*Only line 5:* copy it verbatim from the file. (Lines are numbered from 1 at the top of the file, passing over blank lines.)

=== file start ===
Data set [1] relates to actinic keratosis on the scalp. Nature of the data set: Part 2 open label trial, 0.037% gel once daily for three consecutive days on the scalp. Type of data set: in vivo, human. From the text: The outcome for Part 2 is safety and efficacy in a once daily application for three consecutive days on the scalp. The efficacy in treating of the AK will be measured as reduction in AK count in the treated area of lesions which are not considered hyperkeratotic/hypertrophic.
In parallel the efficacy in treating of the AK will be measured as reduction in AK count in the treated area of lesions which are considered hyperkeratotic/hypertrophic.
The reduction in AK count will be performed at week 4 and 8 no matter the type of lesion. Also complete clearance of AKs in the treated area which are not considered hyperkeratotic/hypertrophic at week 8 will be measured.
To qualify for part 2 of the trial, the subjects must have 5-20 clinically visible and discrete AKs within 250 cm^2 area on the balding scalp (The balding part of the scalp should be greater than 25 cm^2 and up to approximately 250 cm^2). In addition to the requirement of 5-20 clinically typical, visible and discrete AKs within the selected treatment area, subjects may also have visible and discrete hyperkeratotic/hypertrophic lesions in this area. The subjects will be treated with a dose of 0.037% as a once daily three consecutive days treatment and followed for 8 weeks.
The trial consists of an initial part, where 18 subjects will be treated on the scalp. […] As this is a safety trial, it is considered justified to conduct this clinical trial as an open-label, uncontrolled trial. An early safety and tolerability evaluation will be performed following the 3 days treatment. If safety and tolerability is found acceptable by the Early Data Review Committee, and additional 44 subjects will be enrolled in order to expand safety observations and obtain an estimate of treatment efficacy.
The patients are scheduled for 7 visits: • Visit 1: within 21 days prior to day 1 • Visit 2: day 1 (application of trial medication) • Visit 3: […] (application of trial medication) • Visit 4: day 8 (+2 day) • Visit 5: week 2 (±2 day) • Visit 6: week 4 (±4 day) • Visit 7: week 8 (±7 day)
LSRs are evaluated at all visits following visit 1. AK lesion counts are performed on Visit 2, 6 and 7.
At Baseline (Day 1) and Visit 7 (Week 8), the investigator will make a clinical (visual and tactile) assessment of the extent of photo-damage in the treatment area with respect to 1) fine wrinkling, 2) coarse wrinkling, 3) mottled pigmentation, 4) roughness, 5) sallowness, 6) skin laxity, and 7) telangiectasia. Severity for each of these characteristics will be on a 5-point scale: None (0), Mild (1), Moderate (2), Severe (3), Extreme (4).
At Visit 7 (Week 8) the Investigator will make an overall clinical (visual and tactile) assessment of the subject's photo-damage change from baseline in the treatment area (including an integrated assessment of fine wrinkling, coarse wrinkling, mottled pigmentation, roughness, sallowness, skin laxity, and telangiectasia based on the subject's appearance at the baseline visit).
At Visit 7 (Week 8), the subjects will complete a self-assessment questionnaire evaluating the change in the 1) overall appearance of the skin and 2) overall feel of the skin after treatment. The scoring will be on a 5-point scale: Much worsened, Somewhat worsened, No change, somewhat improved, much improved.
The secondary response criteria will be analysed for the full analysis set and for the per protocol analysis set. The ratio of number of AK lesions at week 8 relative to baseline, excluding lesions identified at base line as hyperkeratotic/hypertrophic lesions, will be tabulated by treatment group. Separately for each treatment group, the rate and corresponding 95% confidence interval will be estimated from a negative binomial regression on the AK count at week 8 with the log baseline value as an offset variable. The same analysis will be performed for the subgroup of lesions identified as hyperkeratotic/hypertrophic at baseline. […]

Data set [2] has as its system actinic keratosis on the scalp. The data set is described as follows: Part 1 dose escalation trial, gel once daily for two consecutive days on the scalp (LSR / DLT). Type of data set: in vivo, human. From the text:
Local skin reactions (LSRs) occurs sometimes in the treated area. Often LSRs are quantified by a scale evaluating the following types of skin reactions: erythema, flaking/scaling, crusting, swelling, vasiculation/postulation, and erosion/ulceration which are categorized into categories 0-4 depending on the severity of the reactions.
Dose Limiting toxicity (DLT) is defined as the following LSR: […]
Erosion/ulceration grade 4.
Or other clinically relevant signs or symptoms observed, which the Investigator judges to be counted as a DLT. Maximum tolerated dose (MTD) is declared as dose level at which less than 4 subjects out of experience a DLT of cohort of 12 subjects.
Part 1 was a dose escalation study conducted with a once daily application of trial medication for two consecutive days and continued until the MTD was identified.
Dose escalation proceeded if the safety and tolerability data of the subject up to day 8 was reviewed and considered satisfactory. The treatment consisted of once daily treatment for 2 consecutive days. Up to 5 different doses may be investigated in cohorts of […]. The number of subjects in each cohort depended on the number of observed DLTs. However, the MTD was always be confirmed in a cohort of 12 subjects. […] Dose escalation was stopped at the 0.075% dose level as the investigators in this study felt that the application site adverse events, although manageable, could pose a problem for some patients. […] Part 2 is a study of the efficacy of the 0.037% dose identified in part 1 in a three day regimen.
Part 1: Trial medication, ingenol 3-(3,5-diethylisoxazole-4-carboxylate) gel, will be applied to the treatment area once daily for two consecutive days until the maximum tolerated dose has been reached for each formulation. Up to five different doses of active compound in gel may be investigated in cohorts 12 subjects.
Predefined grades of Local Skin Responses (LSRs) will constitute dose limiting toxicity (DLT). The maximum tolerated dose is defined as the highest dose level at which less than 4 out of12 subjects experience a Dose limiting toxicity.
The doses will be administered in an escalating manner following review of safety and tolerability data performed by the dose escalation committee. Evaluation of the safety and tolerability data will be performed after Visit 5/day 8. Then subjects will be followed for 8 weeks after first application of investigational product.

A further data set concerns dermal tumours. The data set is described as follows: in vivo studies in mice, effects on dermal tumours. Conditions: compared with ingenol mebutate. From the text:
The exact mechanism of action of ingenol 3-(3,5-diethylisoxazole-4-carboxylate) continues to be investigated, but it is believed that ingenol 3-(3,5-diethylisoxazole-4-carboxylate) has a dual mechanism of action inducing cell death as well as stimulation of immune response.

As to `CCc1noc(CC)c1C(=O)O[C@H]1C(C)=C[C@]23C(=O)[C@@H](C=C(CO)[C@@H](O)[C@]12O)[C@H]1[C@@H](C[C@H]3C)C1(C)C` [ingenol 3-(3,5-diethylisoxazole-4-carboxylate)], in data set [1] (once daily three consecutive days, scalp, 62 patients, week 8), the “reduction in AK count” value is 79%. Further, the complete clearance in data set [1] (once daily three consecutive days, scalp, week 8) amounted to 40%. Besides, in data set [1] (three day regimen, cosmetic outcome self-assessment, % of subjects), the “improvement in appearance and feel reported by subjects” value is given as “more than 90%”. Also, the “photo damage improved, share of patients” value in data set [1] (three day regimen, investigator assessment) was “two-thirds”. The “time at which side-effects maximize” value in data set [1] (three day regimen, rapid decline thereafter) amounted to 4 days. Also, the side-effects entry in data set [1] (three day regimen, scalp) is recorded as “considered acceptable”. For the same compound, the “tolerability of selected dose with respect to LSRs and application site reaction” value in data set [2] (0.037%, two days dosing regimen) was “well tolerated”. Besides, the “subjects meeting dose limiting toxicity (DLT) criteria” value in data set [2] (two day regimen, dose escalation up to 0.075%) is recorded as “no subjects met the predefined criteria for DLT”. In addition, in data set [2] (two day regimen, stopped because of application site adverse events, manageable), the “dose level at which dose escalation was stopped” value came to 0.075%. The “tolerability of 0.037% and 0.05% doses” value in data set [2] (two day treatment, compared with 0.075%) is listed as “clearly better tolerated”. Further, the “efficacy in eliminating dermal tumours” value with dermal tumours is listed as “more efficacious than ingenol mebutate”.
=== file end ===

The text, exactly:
The trial consists of an initial part, where 18 subjects will be treated on the scalp. […] As this is a safety trial, it is considered justified to conduct this clinical trial as an open-label, uncontrolled trial. An early safety and tolerability evaluation will be performed following the 3 days treatment. If safety and tolerability is found acceptable by the Early Data Review Committee, and additional 44 subjects will be enrolled in order to expand safety observations and obtain an estimate of treatment efficacy.